On the other side, I loved exploring the Starhawk more. We’ve known about it – and known that it helped finalize the New Republic victory in the war – but hadn’t really focused on it. It was awesome to see it in action here, even though I was surprised that it wound up destroyed in the end. But at least they continued to manufacture more, and it was really cool to get a glimpse of it here on-screen.
So yeah, I really enjoyed this story, but I’ll also say this: you’re not going to miss a ton if you skip it. It’s a fun story, but relatively self-contained (at least right now). The Starhawk is pretty major, but otherwise, this story is primarily about the personal motivation between Javes and Kerrill. I’d highly encourage you to check it out because I think those characters are compelling enough, and because the gameplay is very fun. At times it got a bit repetitive mission after mission, but especially the final confrontation at the Nadiri Dockyards was incredible. And throughout the whole thing, the locations you visit are absolutely stunning and a complete thrill to fly. The gameplay is engaging and challenging. If you’re a fan of Star Wars starfighter games, you’ll love this.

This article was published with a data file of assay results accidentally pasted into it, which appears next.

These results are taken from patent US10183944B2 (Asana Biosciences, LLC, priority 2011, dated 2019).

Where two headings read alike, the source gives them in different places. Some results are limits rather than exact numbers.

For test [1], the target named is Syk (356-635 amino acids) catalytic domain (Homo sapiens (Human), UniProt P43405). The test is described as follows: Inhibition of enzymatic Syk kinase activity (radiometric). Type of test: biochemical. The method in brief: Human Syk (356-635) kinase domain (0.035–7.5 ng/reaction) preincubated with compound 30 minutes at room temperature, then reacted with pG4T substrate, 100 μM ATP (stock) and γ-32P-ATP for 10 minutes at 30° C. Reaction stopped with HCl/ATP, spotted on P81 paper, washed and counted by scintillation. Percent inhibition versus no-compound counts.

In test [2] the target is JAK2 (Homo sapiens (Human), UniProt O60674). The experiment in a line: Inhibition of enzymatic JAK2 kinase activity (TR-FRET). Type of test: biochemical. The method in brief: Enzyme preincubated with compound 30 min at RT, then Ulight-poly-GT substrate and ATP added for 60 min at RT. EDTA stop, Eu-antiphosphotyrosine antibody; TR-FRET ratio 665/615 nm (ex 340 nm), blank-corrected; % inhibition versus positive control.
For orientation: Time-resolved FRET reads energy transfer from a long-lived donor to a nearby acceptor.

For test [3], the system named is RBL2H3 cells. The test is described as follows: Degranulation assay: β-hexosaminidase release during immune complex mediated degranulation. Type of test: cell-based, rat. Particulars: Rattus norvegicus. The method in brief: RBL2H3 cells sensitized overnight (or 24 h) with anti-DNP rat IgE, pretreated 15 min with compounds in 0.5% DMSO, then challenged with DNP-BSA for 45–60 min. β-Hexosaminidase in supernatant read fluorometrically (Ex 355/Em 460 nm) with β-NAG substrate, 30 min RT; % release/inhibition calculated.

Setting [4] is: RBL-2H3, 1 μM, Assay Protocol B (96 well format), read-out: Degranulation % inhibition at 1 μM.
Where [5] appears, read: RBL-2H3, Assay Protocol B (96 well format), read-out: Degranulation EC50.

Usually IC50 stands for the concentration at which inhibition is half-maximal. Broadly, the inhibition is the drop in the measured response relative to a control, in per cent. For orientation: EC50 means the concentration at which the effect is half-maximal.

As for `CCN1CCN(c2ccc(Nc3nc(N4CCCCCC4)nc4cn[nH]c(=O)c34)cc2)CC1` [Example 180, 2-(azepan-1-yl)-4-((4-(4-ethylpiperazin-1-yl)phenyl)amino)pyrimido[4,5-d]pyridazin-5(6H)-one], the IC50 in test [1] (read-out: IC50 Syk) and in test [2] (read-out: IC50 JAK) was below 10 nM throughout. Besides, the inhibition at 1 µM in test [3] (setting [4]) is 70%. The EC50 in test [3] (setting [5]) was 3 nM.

And if you’re a fan of Star Wars stories, you’ll enjoy this one. It doesn’t seem like a “must” if you want to know what happens post-Endor (besides the general details about the Starhawk), but that doesn’t mean it’s not worth it. I enjoyed it, and I’d encourage you to check it out.